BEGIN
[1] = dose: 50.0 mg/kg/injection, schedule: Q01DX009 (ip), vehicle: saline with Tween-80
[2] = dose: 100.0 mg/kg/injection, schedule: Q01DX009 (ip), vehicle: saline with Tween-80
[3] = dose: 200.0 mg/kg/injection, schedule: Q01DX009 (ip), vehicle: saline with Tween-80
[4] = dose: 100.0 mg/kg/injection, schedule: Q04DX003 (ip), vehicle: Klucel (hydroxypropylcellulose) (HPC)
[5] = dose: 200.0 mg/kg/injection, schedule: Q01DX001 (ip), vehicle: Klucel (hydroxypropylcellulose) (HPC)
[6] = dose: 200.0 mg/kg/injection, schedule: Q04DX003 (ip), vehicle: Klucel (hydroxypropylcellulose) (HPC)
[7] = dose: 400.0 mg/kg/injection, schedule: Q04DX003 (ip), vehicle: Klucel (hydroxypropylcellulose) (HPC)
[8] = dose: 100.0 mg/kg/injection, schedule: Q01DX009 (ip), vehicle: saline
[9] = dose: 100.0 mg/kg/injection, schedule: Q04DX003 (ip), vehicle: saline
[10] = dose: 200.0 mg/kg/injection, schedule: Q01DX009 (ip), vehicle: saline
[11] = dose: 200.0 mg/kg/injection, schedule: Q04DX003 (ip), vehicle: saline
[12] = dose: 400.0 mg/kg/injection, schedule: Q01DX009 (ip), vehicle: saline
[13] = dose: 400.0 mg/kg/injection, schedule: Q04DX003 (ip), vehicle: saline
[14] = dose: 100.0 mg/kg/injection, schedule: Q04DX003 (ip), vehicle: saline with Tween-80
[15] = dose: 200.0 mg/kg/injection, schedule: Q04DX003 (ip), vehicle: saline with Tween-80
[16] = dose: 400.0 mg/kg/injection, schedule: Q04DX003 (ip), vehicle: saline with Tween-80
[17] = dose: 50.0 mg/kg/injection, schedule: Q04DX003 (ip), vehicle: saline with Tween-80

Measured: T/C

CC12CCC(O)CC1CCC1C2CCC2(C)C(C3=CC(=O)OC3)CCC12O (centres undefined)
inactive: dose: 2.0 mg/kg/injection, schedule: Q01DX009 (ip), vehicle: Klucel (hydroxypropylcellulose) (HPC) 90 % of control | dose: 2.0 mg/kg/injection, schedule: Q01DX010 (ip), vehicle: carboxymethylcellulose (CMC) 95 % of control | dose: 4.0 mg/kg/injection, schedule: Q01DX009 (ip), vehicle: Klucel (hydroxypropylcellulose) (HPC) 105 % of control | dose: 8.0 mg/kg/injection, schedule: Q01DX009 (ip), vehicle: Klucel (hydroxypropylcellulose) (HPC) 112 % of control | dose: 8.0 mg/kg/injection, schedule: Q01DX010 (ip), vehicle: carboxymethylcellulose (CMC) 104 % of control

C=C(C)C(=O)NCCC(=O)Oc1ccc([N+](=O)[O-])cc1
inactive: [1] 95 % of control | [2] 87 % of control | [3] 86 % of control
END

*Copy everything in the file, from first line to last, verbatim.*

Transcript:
[1] = dose: 50.0 mg/kg/injection, schedule: Q01DX009 (ip), vehicle: saline with Tween-80
[2] = dose: 100.0 mg/kg/injection, schedule: Q01DX009 (ip), vehicle: saline with Tween-80
[3] = dose: 200.0 mg/kg/injection, schedule: Q01DX009 (ip), vehicle: saline with Tween-80
[4] = dose: 100.0 mg/kg/injection, schedule: Q04DX003 (ip), vehicle: Klucel (hydroxypropylcellulose) (HPC)
[5] = dose: 200.0 mg/kg/injection, schedule: Q01DX001 (ip), vehicle: Klucel (hydroxypropylcellulose) (HPC)
[6] = dose: 200.0 mg/kg/injection, schedule: Q04DX003 (ip), vehicle: Klucel (hydroxypropylcellulose) (HPC)
[7] = dose: 400.0 mg/kg/injection, schedule: Q04DX003 (ip), vehicle: Klucel (hydroxypropylcellulose) (HPC)
[8] = dose: 100.0 mg/kg/injection, schedule: Q01DX009 (ip), vehicle: saline
[9] = dose: 100.0 mg/kg/injection, schedule: Q04DX003 (ip), vehicle: saline
[10] = dose: 200.0 mg/kg/injection, schedule: Q01DX009 (ip), vehicle: saline
[11] = dose: 200.0 mg/kg/injection, schedule: Q04DX003 (ip), vehicle: saline
[12] = dose: 400.0 mg/kg/injection, schedule: Q01DX009 (ip), vehicle: saline
[13] = dose: 400.0 mg/kg/injection, schedule: Q04DX003 (ip), vehicle: saline
[14] = dose: 100.0 mg/kg/injection, schedule: Q04DX003 (ip), vehicle: saline with Tween-80
[15] = dose: 200.0 mg/kg/injection, schedule: Q04DX003 (ip), vehicle: saline with Tween-80
[16] = dose: 400.0 mg/kg/injection, schedule: Q04DX003 (ip), vehicle: saline with Tween-80
[17] = dose: 50.0 mg/kg/injection, schedule: Q04DX003 (ip), vehicle: saline with Tween-80

Measured: T/C

CC12CCC(O)CC1CCC1C2CCC2(C)C(C3=CC(=O)OC3)CCC12O (centres undefined)
inactive: dose: 2.0 mg/kg/injection, schedule: Q01DX009 (ip), vehicle: Klucel (hydroxypropylcellulose) (HPC) 90 % of control | dose: 2.0 mg/kg/injection, schedule: Q01DX010 (ip), vehicle: carboxymethylcellulose (CMC) 95 % of control | dose: 4.0 mg/kg/injection, schedule: Q01DX009 (ip), vehicle: Klucel (hydroxypropylcellulose) (HPC) 105 % of control | dose: 8.0 mg/kg/injection, schedule: Q01DX009 (ip), vehicle: Klucel (hydroxypropylcellulose) (HPC) 112 % of control | dose: 8.0 mg/kg/injection, schedule: Q01DX010 (ip), vehicle: carboxymethylcellulose (CMC) 104 % of control

C=C(C)C(=O)NCCC(=O)Oc1ccc([N+](=O)[O-])cc1
inactive: [1] 95 % of control | [2] 87 % of control | [3] 86 % of control